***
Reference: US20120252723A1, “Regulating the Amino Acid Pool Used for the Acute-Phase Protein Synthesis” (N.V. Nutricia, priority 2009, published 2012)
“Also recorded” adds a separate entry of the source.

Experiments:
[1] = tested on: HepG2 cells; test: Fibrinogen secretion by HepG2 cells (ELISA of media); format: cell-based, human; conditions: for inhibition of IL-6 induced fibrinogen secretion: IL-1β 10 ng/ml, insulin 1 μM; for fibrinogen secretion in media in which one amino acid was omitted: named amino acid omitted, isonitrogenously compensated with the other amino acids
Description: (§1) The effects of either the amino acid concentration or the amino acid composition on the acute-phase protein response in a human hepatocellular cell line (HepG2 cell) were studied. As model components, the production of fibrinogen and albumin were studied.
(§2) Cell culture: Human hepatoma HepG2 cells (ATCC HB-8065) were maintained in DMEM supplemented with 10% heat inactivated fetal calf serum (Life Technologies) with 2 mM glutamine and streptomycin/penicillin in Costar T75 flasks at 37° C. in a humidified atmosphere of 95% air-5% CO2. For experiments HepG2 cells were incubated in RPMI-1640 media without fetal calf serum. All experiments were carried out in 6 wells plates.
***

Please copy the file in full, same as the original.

Reference: US20120252723A1, “Regulating the Amino Acid Pool Used for the Acute-Phase Protein Synthesis” (N.V. Nutricia, priority 2009, published 2012)
“Also recorded” adds a separate entry of the source.

Experiments:
[1] = tested on: HepG2 cells; test: Fibrinogen secretion by HepG2 cells (ELISA of media); format: cell-based, human; conditions: for inhibition of IL-6 induced fibrinogen secretion: IL-1β 10 ng/ml, insulin 1 μM; for fibrinogen secretion in media in which one amino acid was omitted: named amino acid omitted, isonitrogenously compensated with the other amino acids
Description: (§1) The effects of either the amino acid concentration or the amino acid composition on the acute-phase protein response in a human hepatocellular cell line (HepG2 cell) were studied. As model components, the production of fibrinogen and albumin were studied.
(§2) Cell culture: Human hepatoma HepG2 cells (ATCC HB-8065) were maintained in DMEM supplemented with 10% heat inactivated fetal calf serum (Life Technologies) with 2 mM glutamine and streptomycin/penicillin in Costar T75 flasks at 37° C. in a humidified atmosphere of 95% air-5% CO2. For experiments HepG2 cells were incubated in RPMI-1640 media without fetal calf serum. All experiments were carried out in 6 wells plates.